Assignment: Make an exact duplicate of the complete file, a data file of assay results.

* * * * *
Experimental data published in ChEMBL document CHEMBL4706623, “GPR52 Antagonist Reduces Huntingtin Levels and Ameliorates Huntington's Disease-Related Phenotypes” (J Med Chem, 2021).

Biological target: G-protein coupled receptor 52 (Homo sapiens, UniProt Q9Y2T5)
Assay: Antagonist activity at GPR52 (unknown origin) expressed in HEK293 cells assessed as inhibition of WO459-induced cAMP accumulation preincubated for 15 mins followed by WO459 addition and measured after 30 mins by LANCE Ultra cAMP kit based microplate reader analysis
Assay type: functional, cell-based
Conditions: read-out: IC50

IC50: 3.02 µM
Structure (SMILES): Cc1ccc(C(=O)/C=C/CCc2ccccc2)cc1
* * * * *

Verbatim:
Experimental data published in ChEMBL document CHEMBL4706623, “GPR52 Antagonist Reduces Huntingtin Levels and Ameliorates Huntington's Disease-Related Phenotypes” (J Med Chem, 2021).

Biological target: G-protein coupled receptor 52 (Homo sapiens, UniProt Q9Y2T5)
Assay: Antagonist activity at GPR52 (unknown origin) expressed in HEK293 cells assessed as inhibition of WO459-induced cAMP accumulation preincubated for 15 mins followed by WO459 addition and measured after 30 mins by LANCE Ultra cAMP kit based microplate reader analysis
Assay type: functional, cell-based
Conditions: read-out: IC50

IC50: 3.02 µM
Structure (SMILES): Cc1ccc(C(=O)/C=C/CCc2ccccc2)cc1